Two new exhibits open at the Hammond Museum
The Hammond Museum and Japanese Stroll Garden in North Salem is showcasing two new exhibits for the duration of the summer and fall months. The exhibits, both curated by Bibiana Huang Matheis, display a connection to nature.
Becoming a Bird, by Sarah Haviland, is a mixed-media exhibit which combines sculptures, drawings and installations that are accompanied with mythical stories. The birds on display portray a variety of birds: real birds, mythical birds and human-avian hybrids. The exhibit explores the relationship between humans and birds. During her research, Haviland had cross-disciplinary conversations with anthropologists, curators, religious scholars, bird-watchers and environmental artists.
“Sarah spent time in Taiwan several years ago, where she conducted her research, so she has incorporated Chinese stories into her artwork,” said Huang Matheis. “I have worked with her for many years, she is really amazing!”
Haviland used hardware-store metal mesh and wire as the skeleton of the birds, as well as colorful recycled materials such as found papers and plastics. Working with tinsnips and pliers, she used techniques borrowed from sewing, metalwork and papercraft.
“Because of the mesh, the birds are very light-looking, but the amount of workmanship in terms of quantity and skill is quite striking,” said Hammond Museum Executive Director Elizabeth Hammer Munemura. “They are exceptional works in terms of skill and visual impact.”
Places of Offering, by artist Ceci Cole McInturff, is an exhibit that uses ephemeral objects that eventually decompose.
“I use plant and animal material and I find it compelling to use those,” said McInturff. “I’m not using materials such as plastic and polyurethane to make them last longer than their decomposed lifespan - I am letting them wear away.”
McInturff describes her work in the exhibit as an intuitive, quiet work but also quite rough.
“Each piece has a statement,” she said. “It is a study of materials and a use of materials to make an emotional metaphor. Some people find implicit or intuitive feelings or connections to them, and they may find them interesting to look at them, but there is no story or message.”
McInturff recognizes the relationship to nature, which some viewers might find when looking at her pieces.
“The more I use plant and animal material, which are called organic ephemera, I see that there is a lot of intuitive wisdom to seeing these materials,” she said. “You can see how nature is reflected in the pieces and people can realize that nature is impermanent; we are impermanent. It means cherish and love each aspect, even if something has lived a life cycle. There can be beauty in death, we are always changing, everything in nature is always changing.”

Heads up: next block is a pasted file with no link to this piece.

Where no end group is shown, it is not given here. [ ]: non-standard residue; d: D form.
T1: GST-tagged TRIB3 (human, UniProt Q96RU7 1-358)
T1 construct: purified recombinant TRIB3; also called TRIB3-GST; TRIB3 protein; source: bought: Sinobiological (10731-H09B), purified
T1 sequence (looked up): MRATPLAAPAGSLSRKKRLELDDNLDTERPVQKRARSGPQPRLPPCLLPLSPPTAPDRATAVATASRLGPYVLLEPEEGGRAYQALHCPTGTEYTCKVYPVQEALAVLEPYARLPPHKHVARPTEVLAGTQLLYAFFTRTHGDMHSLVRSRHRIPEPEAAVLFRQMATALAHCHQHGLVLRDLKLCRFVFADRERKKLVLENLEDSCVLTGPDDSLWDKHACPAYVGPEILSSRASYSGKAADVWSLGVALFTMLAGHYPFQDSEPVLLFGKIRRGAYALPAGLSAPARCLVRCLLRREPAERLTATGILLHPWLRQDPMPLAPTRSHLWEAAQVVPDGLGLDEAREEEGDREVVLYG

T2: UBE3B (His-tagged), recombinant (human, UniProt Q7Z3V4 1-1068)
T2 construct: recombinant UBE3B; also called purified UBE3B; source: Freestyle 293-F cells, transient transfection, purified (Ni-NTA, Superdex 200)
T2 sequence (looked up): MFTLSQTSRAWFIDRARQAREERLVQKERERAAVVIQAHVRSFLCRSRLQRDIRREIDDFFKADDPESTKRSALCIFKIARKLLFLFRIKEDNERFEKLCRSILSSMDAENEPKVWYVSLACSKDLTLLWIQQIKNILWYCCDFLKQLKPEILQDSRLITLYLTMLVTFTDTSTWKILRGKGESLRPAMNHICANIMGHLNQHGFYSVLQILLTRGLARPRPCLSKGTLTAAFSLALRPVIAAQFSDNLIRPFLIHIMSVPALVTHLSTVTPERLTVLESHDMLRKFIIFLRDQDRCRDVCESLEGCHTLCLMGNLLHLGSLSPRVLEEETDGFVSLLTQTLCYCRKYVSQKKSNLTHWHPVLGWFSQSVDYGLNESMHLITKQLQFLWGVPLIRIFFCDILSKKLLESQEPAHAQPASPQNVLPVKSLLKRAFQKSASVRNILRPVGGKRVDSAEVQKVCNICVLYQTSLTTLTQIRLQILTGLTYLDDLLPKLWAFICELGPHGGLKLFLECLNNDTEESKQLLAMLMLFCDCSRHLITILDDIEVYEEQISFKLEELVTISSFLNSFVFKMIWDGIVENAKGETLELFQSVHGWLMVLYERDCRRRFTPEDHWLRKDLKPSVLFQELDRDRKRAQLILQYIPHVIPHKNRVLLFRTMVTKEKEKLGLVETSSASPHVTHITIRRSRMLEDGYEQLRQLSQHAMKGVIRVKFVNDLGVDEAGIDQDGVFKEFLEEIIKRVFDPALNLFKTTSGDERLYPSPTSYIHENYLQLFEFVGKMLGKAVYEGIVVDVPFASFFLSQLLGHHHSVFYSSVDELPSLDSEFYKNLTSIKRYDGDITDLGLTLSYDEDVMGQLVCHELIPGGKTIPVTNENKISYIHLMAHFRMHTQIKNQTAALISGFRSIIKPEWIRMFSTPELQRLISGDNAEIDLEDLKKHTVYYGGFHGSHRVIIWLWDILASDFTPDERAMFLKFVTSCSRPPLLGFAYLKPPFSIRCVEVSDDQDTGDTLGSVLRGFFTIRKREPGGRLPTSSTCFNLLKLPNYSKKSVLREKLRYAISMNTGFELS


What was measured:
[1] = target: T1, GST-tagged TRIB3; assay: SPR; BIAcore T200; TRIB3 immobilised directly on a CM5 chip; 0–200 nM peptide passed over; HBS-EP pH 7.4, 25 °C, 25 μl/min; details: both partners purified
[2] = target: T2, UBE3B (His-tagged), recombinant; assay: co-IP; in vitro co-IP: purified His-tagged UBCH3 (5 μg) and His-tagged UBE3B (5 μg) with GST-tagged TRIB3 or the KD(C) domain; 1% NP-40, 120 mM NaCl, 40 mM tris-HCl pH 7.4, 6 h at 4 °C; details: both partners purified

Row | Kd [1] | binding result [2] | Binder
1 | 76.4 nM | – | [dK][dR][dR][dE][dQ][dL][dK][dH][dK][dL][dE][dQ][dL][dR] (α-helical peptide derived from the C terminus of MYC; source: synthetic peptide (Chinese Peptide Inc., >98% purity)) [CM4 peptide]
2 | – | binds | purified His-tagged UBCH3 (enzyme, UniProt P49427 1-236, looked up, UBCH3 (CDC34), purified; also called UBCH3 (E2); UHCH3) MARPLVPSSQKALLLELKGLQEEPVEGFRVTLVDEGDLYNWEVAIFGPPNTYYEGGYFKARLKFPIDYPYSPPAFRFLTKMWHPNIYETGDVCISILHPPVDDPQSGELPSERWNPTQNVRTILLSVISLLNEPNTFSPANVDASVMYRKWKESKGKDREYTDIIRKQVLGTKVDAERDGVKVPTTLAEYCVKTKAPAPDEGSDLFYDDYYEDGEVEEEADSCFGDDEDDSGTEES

One of the pieces in the exhibit is Sable Palm husk, which McInturff literally scooped up after it fell in front of her.
“I was in Sunset Boulevard in California and a 10-foot Sable Palm husk, which Sunset Boulevard is known for, fell in front of me,” she said. “It was a dead tree but it was so beautiful. I wondered what would be the outcome if I tried to work with it. I shipped it to my house and had it hanging from the air conditioning vent in the ceiling and I started weaving it. I spent a year weaving it and I started thinking about feelings, for example, what can you do when things change. Having these thoughts is what keeps me wanting to work with these types of materials.”
McInturff is looking forward to the exhibit and to the possibility of having the viewers see her work from their personal point of view.
“I am hoping they will see it in their own subjective way when they look at it,” she said. “I’m really grateful to have it here on display at the Hammond.”
The exhibits open on July 10 and there will be an artist reception that day from 1:00 - 3:00 p.m.
Both exhibits are on view through November 2021. They are open during museum hours: Wednesday - Saturday, 12 to 4 p.m. The Hammond Museum is located at 26 Deveau Road in North Salem. Visit Hammondmuseum.org for more information.
Images courtesy of Hammond Museum.